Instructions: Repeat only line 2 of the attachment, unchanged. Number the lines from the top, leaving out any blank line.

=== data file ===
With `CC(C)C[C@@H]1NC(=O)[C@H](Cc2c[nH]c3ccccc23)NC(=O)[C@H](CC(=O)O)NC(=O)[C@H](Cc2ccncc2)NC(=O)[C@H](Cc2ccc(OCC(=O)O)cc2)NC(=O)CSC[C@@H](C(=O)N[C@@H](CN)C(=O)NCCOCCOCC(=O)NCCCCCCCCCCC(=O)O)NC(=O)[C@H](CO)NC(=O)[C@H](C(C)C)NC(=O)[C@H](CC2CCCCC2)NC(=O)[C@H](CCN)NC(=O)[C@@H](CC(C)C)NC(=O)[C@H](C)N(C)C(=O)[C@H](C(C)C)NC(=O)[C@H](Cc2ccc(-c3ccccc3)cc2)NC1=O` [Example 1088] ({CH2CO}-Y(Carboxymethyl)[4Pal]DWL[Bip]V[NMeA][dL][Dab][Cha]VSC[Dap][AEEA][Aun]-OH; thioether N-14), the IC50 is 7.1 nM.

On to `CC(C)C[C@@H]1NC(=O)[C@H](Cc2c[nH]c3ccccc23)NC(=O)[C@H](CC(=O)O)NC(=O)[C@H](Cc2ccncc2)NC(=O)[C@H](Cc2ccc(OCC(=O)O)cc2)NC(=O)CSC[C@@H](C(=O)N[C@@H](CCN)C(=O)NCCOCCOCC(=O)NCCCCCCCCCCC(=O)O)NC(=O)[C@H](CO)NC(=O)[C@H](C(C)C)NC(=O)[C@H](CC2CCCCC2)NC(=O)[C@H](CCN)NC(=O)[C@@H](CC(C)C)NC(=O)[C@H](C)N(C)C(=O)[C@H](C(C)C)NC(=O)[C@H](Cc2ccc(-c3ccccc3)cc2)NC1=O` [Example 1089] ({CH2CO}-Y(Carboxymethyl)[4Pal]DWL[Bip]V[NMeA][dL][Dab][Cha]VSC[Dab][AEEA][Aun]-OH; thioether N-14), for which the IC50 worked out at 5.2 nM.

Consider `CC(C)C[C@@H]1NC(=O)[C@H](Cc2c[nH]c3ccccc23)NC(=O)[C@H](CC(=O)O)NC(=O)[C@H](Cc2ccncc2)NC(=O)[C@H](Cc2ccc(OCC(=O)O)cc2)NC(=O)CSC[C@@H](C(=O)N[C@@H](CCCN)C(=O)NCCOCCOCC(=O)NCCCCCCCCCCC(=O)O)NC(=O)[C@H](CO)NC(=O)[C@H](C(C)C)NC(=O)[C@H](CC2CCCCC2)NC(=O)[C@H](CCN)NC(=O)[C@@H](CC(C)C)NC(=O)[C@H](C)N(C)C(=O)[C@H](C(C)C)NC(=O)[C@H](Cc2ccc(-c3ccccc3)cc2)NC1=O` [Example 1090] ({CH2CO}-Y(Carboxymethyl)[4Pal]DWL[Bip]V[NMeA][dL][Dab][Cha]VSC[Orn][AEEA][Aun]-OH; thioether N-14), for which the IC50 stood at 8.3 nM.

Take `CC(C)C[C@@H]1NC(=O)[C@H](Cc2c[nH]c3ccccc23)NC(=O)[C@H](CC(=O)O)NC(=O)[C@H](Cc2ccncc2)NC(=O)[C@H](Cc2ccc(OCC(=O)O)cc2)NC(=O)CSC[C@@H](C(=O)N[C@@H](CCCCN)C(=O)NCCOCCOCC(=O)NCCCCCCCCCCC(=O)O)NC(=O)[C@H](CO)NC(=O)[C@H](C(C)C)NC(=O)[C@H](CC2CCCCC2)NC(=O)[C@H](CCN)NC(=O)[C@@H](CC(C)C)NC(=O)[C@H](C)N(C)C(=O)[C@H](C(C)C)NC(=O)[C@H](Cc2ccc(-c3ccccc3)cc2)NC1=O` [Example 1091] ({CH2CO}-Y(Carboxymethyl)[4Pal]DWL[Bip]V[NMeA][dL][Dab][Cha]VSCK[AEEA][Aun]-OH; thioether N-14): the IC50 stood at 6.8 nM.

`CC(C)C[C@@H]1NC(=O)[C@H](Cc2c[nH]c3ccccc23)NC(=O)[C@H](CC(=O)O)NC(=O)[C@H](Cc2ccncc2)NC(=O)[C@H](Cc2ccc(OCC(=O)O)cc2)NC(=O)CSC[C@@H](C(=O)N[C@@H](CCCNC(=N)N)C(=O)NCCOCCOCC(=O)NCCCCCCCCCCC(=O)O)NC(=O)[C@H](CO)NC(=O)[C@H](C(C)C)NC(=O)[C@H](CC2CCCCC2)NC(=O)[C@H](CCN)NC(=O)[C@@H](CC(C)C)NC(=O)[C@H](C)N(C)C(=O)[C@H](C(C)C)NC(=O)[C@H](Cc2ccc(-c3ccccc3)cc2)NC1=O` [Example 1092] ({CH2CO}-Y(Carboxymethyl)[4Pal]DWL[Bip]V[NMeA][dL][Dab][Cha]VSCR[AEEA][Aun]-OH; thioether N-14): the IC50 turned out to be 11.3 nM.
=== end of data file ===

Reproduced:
On to `CC(C)C[C@@H]1NC(=O)[C@H](Cc2c[nH]c3ccccc23)NC(=O)[C@H](CC(=O)O)NC(=O)[C@H](Cc2ccncc2)NC(=O)[C@H](Cc2ccc(OCC(=O)O)cc2)NC(=O)CSC[C@@H](C(=O)N[C@@H](CCN)C(=O)NCCOCCOCC(=O)NCCCCCCCCCCC(=O)O)NC(=O)[C@H](CO)NC(=O)[C@H](C(C)C)NC(=O)[C@H](CC2CCCCC2)NC(=O)[C@H](CCN)NC(=O)[C@@H](CC(C)C)NC(=O)[C@H](C)N(C)C(=O)[C@H](C(C)C)NC(=O)[C@H](Cc2ccc(-c3ccccc3)cc2)NC1=O` [Example 1089] ({CH2CO}-Y(Carboxymethyl)[4Pal]DWL[Bip]V[NMeA][dL][Dab][Cha]VSC[Dab][AEEA][Aun]-OH; thioether N-14), for which the IC50 worked out at 5.2 nM.